Want to make a real difference? Forget faith schools, go after the grammars

By David GreenBad Grammar / @davegreen

I’ve just read Tom Copley’s article about faith schools, and fear he may be missing the elephant in the British education system’s living room.

Although it’s contained in quite a lot of unhelpful hyperbole, there is a grain of truth in what Tom says about the questionable quality of sex education and social values that come through failth schools (although, in fairness to these schools, I’ve never heard a left-wing commentator do justice to the corrolary in many faith schools, which is the sterling work they do on poverty and community work).

Nevertheless, I don’t think that faith schools should be the primary aim for reform. Grammar schools, the antithesis of equality, opportunity and social progress, are still with us more than 40 years after that sensible comrade Tony Crosland vowed to “destroy every f*cking grammar school in the country”.

There are still 164 state grammars in England – with some counties being wholly selective, and others retaining a single grammar in an otherwise comprehensive system – and the whole of Northern Ireland retains a segregated educational system.

I shouldn’t have to persuade most Labour people of the malign influence grammar schools have on education. They make an arbitrary division, largely on the basis of a small and subjective subset of children’s abilities, and then tramline their educations (and, thus, their life chances) according to this for the rest of their lives.

This apartheid system is not only detrimental to education, especially for those who are placed in secondary moderns – they lose the chance to be taught by and alongside the teachers and pupils at the grammar school – but also to social relations, and the myriad other ways in which children learn at school that are not tought and examined in classrooms and exams.

Proponents of the grammar system will tell you that the quality of education received is better. This is questionable when said of grammar schools (by and large, the academic evidence suggests that bright pupils do just as well in mixed-ability groups as they do when they are streamed or separated from their peers), and a downright lie when said of secondary moderns.

They will also say that they provide a means by which intelligent poor children can better themselves. I make no apology for disagreeing. Quite apart from the fact that grammar schools overwhelmingly benefited the middle classes when the selective system reigned (and still do where they persist), but as a socialist, why should I think my job is to provide merely for bright children?

All children matter, and all deserve the chance to reach whatever potential they have, whether it’s the difference between working in a call centre and being a brain surgeon, or working in a call centre and being unemployable. If – as you’d expect – itelligence, aptitude and ability are distributed normally in the population (i.e. in a bell curve), a true egalitarian would call for provision to be directed towards the majority who are of average ability.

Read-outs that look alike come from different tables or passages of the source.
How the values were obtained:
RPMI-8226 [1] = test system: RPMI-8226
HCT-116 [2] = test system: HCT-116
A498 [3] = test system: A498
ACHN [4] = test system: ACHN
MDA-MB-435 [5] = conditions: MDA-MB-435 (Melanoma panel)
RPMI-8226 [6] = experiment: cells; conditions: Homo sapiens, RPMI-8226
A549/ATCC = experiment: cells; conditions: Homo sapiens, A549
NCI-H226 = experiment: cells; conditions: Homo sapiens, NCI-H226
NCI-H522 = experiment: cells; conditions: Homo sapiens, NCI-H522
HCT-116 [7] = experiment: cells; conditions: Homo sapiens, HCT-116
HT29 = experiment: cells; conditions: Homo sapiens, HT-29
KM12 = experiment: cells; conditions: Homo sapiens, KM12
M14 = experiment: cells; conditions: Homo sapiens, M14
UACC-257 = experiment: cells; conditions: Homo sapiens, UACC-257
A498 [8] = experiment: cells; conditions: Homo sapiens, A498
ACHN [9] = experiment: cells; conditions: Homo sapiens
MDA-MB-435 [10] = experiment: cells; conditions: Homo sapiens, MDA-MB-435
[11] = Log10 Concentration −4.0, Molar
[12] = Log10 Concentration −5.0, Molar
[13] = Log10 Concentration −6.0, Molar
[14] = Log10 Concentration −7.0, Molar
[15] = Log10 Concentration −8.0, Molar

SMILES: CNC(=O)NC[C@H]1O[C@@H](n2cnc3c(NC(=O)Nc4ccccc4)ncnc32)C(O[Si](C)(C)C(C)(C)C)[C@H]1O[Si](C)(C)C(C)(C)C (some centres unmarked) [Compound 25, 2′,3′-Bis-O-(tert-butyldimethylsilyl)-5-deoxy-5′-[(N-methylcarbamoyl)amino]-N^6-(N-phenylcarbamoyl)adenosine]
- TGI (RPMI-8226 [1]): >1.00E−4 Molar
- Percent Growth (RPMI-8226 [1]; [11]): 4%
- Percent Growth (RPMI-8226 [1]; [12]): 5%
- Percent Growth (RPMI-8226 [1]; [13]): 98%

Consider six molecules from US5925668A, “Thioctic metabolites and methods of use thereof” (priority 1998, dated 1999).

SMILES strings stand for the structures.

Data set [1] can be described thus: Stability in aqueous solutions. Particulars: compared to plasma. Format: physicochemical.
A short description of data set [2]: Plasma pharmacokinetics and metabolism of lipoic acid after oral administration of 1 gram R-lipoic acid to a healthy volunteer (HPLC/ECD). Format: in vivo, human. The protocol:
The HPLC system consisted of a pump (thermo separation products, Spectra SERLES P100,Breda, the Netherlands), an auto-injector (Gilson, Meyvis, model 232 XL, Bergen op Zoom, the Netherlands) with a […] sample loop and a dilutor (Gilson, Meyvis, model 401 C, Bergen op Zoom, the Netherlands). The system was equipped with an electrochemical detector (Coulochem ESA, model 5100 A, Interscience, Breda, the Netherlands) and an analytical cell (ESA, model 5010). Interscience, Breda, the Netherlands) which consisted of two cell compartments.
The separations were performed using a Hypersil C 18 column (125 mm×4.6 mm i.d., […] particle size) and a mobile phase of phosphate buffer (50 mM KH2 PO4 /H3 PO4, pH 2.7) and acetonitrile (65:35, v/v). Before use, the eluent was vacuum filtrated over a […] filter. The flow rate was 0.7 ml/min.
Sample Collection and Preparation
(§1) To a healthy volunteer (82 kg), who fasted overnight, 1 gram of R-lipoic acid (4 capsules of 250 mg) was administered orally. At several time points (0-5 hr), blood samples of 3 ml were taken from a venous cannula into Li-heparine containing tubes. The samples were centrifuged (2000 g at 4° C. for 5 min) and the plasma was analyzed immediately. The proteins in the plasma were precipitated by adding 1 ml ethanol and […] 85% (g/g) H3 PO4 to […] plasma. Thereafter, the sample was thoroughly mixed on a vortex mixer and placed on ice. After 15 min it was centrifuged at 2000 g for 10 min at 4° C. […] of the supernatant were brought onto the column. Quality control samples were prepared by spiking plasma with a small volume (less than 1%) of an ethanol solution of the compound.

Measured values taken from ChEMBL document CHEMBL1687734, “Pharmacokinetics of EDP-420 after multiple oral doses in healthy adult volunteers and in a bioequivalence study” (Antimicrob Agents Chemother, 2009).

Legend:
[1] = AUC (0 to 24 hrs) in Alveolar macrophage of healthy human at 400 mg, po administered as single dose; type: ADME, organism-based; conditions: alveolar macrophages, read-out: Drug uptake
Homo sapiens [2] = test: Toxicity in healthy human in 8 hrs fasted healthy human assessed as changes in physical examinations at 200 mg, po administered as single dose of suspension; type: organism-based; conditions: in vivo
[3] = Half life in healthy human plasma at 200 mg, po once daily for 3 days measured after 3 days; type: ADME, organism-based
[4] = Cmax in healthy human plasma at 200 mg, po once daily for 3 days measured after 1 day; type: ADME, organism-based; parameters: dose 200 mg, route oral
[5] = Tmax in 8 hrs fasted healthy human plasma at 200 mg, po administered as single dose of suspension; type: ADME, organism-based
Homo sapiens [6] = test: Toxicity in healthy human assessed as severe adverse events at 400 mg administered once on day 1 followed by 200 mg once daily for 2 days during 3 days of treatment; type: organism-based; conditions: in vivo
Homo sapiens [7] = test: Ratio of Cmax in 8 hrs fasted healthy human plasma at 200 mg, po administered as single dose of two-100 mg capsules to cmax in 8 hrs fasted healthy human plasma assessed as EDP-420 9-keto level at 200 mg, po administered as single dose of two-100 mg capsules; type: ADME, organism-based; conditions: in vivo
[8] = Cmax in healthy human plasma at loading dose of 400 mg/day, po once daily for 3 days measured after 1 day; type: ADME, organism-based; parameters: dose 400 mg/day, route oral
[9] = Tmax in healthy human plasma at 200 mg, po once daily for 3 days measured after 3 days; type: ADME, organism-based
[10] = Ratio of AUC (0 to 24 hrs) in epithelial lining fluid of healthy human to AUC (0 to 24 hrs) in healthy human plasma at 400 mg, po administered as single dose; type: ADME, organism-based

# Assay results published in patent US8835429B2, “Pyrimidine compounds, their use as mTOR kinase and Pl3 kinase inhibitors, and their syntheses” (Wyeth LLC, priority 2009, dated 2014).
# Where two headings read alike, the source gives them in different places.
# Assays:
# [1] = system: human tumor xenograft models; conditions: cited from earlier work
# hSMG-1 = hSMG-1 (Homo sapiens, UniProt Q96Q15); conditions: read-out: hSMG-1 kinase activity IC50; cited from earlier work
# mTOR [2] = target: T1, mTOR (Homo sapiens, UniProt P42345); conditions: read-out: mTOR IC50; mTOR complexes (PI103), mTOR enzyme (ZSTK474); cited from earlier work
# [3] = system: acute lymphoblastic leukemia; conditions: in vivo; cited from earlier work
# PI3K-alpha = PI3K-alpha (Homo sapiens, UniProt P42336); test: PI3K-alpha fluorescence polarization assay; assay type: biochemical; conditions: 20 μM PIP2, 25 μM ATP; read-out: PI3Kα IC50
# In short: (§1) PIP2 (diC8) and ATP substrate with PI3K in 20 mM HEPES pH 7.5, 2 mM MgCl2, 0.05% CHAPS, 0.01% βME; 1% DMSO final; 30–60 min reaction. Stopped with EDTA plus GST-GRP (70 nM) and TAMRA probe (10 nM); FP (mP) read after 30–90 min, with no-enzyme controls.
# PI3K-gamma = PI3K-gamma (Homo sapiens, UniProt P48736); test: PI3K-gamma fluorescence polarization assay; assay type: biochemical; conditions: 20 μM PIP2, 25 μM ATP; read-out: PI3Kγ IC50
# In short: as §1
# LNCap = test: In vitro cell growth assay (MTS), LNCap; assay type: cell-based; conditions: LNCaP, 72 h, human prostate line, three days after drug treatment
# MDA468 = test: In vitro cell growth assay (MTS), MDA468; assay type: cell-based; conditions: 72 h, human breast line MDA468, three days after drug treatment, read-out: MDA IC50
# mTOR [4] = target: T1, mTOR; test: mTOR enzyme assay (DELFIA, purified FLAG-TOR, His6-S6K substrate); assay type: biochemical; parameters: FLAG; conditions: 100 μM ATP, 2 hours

In fact, if there are questions about the efficient distribution of scarce resources in teaching, there’s also a strong argument for disproportionately directing them towards those with low ability, for whom the difference made by education may well be of an immense magnitude.

What’s more, this is only taking account of the difference education makes to employment opportunities. When you factor in the more nebulous gains from education, the problems with a differentiated curriculum are starker still. I cannot think why being born with a few extra points of IQ, or the ability to do better at written exams, qualifies you to be more deserving of the improving influence of appreciating art, music, literature, or the fascinations of science, mathematics and the humanities.

Comprehensive education has not been an unqualified success in Britain since the 1960s, but it has a great deal more to say for it than the failed experiment with separation. In fact, more could be done for the state of the nation’s education system by making our system more genuinely comprehensive, not less.

The influence that grammar schools, and the selection “by aptitude” of a proportion of their intake by the government’s wrong-headed academy scheme, make more material difference to children’s lives than do the marginal problems with faith schools. If, as Bevan said, “the language of priorities is the religion of socialism”, we need to realise that our priority in education is not religion.

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